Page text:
Message 4 of 5 , Oct 27, 2009
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            I agree with   Michael

            According to my West Indian experience colonization of trap nests were very fast and effective in wasps and bees that nest in cavities. Also the emerging information about natural history is overwhelming. Don’t forget Karl  Krombein!

             

            Cheers

            Julio A Genaro


             



            To: krussell@...; beemonitoring@yahoogroups.com
            From: mwilso14@...
            Date: Tue, 27 Oct 2009 09:15:38 -0400
            Subject: RE: [beemonitoring] Fwd: Advice for grad student

             

            I'm a grad student and part of my project was putting out trap nests
            in urban and rural areas. It was a very small side part of the project.
            For our areas, usage was not great, so I pretty much determined that
            to get any meaningful data out of it, I would need more of a massive
            deployment of small, inexpensive, easy to make nests, instead of what I used
            which was 10 large nests with many different sized holes in 10 locations.
            I ended up not following up on that part of the
            project due to time constraints and priorities. So, in summary my recommendation would
            be to try to design any trap nest survey in a way that a small amount of usage
            will still achieve publishable data in the first year. So, lots and lots of
            nests may be needed. If you get massive usage all the better. I would still
            be nervous about achieving success in one year here, and would want to
            add a backup plan that is closely related.
            -Michael Wilson
            University of Tennessee


            -----Original Message-----
            From: beemonitoring@ yahoogroups. com on behalf of Kimberly N. Russell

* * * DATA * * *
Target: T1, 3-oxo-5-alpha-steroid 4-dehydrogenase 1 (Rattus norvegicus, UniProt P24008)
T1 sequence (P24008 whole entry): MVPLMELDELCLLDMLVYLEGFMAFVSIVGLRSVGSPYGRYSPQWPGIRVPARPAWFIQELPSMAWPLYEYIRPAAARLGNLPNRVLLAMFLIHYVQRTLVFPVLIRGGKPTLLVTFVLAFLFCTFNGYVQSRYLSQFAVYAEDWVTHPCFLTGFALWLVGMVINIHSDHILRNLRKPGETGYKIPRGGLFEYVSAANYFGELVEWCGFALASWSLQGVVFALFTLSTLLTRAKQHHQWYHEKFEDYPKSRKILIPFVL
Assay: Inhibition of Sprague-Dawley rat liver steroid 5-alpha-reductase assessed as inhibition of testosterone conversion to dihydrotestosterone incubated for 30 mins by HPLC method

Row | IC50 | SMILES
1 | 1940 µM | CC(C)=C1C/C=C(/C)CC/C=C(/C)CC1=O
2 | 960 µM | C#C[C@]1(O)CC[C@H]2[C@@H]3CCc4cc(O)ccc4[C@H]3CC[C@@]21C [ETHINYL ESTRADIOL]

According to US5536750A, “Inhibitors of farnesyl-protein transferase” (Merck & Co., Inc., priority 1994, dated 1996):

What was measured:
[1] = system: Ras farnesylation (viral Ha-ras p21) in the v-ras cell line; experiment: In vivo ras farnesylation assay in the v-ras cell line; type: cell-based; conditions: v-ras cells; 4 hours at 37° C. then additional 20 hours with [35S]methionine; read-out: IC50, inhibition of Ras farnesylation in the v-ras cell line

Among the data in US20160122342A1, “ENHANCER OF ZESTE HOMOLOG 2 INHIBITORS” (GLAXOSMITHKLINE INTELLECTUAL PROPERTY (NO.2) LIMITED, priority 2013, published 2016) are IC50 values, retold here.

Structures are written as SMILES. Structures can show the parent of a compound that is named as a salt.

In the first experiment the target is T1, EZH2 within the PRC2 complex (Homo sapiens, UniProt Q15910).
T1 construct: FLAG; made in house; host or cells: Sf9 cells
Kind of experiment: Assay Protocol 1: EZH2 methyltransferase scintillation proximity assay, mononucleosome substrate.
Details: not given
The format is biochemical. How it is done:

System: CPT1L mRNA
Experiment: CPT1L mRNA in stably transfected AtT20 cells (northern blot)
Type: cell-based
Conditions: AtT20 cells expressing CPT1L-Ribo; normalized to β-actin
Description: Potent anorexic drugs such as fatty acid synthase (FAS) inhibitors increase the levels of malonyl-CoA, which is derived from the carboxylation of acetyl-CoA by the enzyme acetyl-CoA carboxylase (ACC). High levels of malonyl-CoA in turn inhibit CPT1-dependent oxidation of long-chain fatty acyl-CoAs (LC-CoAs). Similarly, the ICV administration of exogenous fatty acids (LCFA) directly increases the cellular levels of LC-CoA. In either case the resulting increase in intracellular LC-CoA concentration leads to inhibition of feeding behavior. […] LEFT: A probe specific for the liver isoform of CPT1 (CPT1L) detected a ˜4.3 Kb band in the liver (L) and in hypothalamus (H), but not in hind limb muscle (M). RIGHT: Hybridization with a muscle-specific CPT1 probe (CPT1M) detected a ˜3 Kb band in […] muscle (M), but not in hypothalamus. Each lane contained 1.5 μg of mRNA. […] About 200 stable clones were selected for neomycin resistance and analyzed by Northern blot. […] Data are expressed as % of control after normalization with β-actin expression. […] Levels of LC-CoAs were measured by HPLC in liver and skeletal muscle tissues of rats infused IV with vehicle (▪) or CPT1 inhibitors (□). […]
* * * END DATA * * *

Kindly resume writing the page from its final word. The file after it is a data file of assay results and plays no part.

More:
Sent: Thu 10/22/2009 2:46 PM
            To: beemonitoring@ yahoogroups. com
            Subject: [beemonitoring] Fwd: Advice for grad student

            Dear All,

            [I sent this earlier from the wrong e-mail account and I think it 
            therefore did not appear on the list. If it did, forgive the duplicate 
            e-mail request!]

            There is a graduate student in my department who is planning a study 
            in which she would like to augment the native bee populations in a 
            particular (urban) area (plots). She asked for my advice on how this 
            could be done and I didn't really have an answer. The only thing I 
            could think of was maybe using trap nests, i.e., put them out in 
            natural areas, then move them before emergence time? I would 
            appreciate any thoughts on this. Luckily, she is in the early stages 
            of developing her project, so there is plenty of time to tweak her 
            plans.

            Thanks!
            Kim
            ************ ********* ********* ********* ********* ********
            Dr. Kimberly N. Russell

            University Lecturer
            Department of Biology
            New Jersey Institute of Technology

            and

            Research Scientist
            Division of Invertebrate Zoology
            American Museum of Natural History

            phone: 1-973-642-7976
            E-mail: krussell@njit. edu
            Web: http://web.njit. edu/~krussell & http://research. amnh.org/ invertzoo/ spida
            ************ ********* ********* ********* ********* ********







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          • Hendrix, Stephen D
            We ve been looking at cavity nesters here in eastern Iowa over the last couple of summers and I concur with Michael s points below about needed a massive
            Message 5 of 5 , Oct 27, 2009